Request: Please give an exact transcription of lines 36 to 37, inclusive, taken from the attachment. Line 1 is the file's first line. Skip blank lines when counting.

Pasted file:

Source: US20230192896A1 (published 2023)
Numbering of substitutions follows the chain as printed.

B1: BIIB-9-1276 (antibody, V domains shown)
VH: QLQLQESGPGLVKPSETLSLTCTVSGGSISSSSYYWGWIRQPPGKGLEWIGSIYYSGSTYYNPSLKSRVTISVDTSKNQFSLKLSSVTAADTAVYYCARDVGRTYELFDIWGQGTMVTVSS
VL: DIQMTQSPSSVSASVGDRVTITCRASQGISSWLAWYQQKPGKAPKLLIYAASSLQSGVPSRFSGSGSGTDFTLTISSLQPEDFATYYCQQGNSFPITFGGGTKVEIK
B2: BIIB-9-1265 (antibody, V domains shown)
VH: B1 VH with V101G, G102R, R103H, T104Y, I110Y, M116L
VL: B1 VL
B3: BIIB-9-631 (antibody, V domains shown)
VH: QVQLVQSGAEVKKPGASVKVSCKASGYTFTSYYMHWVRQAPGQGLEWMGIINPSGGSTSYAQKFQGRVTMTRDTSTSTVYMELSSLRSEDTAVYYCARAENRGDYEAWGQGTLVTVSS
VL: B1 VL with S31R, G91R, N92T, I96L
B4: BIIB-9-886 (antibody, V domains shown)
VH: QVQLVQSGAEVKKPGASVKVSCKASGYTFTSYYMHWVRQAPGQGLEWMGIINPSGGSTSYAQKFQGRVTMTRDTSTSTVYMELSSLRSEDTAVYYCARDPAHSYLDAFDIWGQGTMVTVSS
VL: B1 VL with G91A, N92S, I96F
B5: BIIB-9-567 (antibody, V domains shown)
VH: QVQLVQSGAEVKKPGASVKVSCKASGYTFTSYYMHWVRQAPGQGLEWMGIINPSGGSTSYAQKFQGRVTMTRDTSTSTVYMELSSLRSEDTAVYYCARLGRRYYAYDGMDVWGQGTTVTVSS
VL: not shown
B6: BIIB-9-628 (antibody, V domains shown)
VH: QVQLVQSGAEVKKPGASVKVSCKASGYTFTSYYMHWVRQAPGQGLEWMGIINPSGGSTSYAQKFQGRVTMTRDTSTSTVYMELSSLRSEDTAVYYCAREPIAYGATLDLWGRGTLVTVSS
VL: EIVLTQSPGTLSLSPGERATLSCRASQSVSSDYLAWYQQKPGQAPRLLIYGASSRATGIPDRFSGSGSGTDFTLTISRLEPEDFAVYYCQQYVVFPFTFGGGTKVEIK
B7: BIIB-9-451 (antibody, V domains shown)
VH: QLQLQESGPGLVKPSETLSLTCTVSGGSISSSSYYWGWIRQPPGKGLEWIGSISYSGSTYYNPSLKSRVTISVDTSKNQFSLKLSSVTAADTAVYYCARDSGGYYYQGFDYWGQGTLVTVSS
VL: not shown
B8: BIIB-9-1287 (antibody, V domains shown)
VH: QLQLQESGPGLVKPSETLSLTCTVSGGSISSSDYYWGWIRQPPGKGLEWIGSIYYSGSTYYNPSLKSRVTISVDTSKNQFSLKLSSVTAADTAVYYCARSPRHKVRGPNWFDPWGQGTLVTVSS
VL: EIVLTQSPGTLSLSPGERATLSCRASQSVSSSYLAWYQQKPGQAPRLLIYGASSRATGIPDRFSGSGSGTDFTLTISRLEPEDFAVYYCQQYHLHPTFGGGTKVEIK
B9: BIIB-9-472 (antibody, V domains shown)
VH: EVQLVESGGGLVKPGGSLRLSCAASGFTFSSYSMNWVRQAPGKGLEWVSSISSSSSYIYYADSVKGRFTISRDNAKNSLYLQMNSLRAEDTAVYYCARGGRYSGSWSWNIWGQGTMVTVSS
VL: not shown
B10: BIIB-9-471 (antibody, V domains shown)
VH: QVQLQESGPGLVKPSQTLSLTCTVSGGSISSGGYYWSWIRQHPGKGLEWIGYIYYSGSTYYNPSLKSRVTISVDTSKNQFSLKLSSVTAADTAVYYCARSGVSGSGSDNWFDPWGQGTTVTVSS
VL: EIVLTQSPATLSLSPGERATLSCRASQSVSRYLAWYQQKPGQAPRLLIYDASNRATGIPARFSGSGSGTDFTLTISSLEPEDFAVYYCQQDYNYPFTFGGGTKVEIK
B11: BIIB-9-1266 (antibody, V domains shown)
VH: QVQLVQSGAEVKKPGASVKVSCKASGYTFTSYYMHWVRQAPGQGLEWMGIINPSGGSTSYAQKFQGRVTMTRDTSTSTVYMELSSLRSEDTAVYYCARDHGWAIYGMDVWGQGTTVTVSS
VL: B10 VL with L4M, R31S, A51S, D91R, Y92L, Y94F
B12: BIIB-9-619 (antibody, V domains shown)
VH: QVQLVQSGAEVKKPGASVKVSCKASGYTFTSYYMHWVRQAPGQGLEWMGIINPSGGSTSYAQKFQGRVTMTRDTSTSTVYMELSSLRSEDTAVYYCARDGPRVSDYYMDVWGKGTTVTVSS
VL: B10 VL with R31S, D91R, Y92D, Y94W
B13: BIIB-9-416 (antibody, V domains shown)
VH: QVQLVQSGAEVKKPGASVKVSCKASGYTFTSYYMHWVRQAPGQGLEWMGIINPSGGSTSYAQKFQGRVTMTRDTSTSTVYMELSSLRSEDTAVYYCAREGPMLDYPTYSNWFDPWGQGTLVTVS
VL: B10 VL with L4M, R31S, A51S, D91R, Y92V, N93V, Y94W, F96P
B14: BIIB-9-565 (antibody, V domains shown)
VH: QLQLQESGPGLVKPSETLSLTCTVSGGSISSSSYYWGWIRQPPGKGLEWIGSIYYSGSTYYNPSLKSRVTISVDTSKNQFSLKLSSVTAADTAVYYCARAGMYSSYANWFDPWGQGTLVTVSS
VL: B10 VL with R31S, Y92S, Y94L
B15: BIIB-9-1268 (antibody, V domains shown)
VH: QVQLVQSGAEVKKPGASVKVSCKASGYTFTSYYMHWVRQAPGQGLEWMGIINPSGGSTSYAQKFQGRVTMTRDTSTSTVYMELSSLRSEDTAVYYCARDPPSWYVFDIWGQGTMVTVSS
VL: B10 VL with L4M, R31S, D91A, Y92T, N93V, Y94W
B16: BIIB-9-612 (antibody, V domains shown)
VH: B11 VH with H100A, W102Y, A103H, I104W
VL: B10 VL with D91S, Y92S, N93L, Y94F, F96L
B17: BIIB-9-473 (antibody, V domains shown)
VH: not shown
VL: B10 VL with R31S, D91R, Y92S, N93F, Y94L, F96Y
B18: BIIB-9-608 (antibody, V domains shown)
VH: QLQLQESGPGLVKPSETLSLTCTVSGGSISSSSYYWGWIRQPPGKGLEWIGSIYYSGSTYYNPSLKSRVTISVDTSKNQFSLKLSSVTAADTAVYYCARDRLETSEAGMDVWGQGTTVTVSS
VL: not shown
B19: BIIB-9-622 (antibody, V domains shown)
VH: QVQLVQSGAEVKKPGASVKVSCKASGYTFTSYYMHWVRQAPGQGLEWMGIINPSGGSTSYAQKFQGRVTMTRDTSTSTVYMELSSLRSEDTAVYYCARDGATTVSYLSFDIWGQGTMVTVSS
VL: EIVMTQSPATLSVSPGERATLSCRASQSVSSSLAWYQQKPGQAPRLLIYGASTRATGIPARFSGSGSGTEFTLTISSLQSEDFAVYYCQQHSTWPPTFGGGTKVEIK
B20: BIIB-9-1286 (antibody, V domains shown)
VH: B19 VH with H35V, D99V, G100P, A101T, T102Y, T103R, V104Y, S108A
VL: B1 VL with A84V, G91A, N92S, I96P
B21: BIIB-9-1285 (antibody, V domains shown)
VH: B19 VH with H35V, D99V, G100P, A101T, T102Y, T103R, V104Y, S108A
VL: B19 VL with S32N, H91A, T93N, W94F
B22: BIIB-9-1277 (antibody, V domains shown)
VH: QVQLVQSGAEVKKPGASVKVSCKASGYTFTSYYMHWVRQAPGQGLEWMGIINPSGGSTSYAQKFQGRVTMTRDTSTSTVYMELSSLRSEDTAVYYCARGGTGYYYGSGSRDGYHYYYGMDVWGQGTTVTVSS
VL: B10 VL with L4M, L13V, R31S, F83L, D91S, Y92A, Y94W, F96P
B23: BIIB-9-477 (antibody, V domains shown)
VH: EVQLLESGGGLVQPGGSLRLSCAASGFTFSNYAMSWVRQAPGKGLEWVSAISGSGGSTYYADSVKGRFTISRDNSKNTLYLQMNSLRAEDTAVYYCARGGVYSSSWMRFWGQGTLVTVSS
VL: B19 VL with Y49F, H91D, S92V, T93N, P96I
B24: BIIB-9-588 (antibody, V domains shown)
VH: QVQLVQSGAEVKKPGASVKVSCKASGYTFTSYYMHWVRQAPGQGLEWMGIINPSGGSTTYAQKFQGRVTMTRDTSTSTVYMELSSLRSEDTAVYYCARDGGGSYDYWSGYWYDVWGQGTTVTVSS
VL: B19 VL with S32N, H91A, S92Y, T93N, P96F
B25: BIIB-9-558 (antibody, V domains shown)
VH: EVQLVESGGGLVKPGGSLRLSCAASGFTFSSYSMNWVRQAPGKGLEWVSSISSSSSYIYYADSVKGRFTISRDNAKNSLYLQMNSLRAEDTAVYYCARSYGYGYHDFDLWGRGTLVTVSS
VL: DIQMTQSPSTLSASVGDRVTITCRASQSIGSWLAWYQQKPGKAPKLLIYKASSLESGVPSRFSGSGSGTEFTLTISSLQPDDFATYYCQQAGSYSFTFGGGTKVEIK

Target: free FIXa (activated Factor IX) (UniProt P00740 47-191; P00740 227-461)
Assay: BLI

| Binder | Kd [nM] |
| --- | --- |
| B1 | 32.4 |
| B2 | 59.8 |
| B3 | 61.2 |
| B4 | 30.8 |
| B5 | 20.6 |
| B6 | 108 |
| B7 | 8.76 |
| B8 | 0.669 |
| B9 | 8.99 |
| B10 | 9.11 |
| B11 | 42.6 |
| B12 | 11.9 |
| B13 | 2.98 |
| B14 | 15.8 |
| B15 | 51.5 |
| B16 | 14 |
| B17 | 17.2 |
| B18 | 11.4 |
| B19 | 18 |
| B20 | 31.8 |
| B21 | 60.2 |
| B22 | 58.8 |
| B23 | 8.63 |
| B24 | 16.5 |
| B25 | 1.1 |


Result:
B12: BIIB-9-619 (antibody, V domains shown)
VH: QVQLVQSGAEVKKPGASVKVSCKASGYTFTSYYMHWVRQAPGQGLEWMGIINPSGGSTSYAQKFQGRVTMTRDTSTSTVYMELSSLRSEDTAVYYCARDGPRVSDYYMDVWGKGTTVTVSS